I sold a domain name that had personal value to me, but commercial
value to a business a few years ago, and the transaction went
flawlessly. Please note am answering this question as advice only
(from personal experience and research), and not from a trained legal
viewpoint. It is always better to consult with a lawyer whenever
It seems that the person is buying:
-the domain name
-the source code/content and all the rights to it
The order of events is as follows:
You come up with the contract (sample template is here:
http://www.buysellwebsite.com/exchange/sample_contract.htm) Simply, it
a) describe your website (IE: number of html pages you have on your
website, size of all the content/source code etc. and perhaps a
listing of the major features). Make sure that you specify that all
content/source code is provided as-is.
b) In my opinion, there should not be an expectation of on-going
technical support. If you want to include this, perhaps you should be
very specific as to what will be required of you. I think a
"good-faith" agreement where you agree to assist in limited support
over email might be ok. You could also say that the support is only
required while both buyer and seller are mutually willing and able to
help. I would advise against this because it might set you up to being
"required" to help.
c) Complete payment should be required in advance, with clear
guidelines as to when certain events will happen after that. (IE:
domain transfer will be initiated within 24 hours of payment being
verified). You could have a non-refundable deposit to ?turn off? the
website, but I don?t think this is relevant to your case because you
are not losing revenue during the transition period.
d) Ask your hosting provider if they will allow the
name/address/credit card information on the account to be changed
completely. If not, you would make a backup of the entire website
source code/content and transfer them to the purchaser through a CD-R
or other physical/digital transfer. Make sure the contract reflects
what your hosting provider will do and what your purchaser wants
regarding who will be hosting the website. Really, this should not be
a problem on the part of your hosting provider because they will want
to keep the business.
e) Transferring domain name ownership is slightly different with each
Domain name registrar. Contact yours and ask them how to initiate this
transfer so that you are prepared when you need to do it.
Specific answers to your questions:
1a) 100% paid before transfer begins.
-Write up a contract/letter of intent (see above)
-Get it signed and witnessed on both ends
-Transfer the domain name ownership (through your current registrar)
-Provide a physical media copy of the current content/source code to
the purchaser. (Make sure you have a backup in case something goes
wrong with this transfer).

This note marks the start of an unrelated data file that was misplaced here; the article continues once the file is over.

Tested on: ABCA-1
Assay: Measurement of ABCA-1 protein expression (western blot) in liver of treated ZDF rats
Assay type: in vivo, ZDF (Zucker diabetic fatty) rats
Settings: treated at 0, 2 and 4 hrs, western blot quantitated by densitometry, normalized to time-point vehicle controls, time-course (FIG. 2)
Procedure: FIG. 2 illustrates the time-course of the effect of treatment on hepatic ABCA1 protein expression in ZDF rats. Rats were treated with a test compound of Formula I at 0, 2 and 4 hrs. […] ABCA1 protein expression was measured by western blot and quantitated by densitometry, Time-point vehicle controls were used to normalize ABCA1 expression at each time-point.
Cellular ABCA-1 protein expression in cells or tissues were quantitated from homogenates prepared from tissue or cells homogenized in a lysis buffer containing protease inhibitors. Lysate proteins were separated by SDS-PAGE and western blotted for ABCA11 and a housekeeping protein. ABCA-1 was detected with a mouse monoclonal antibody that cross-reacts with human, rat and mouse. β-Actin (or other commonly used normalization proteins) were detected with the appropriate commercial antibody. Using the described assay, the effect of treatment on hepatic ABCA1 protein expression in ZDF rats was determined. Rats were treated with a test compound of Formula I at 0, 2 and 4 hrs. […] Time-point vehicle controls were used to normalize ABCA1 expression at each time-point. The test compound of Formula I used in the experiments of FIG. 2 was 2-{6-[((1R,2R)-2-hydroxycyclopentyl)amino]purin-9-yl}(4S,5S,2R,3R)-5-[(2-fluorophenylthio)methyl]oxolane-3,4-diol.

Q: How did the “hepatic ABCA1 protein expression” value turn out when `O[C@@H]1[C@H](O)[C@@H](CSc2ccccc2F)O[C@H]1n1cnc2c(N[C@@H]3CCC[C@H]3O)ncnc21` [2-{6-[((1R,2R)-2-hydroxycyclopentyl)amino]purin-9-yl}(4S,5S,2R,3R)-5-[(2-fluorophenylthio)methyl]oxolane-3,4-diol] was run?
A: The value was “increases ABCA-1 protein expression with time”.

-If the purchaser wants to use the same hosting provider, make sure
your credit card information is removed from the hosting account and
have your hosting provider change ownership of the monthly payment to
the purchaser. If they are using their own host, cancel your hosting
account (after making multiple backups of the content/source code).
-Be helpful and make sure that the purchaser is satisfied.
1c) I would do a physical transfer as well as trade username/password
information (provided their account information gets added to the
hosting provider). If you do a physical transfer of the source
code/content and specify this in the letter/contract, it is easier to
verify that you have met the requirements if there is disagreement
over what they were buying. The legal transfer will be the
contract/letter of intent that becomes binding once payment arrives.
1d) Already answered above, I would recommend against this, at least
in the contract/letter of intent.
1e) Make sure you are able to technically transfer ownership of the
domain name (just be familiar with the process of your registrar) and
that you are able to transfer ownership of the hosting account (check
with your hosting provider). If the purchaser is unable or unwilling
to use that hosting provider, make sure that the contract/letter of
intent specifies that a physical copy of the source code/content will
2a) A comprehensive contract created by a lawyer is always better, but
a letter of intent/contract created by you that is CLEAR will suffice.
2b) Some registrars require documentation when transferring domain
name ownership, others do not. This is something you will need to
check with your hosting provider about.
2c) Here is a sample contract template with additional information for
2d) Already included this information above.
Please let me know if there is anything you need me to expand upon or
clarify and I will do my best to further assist you.
All the best and congratulations on your success,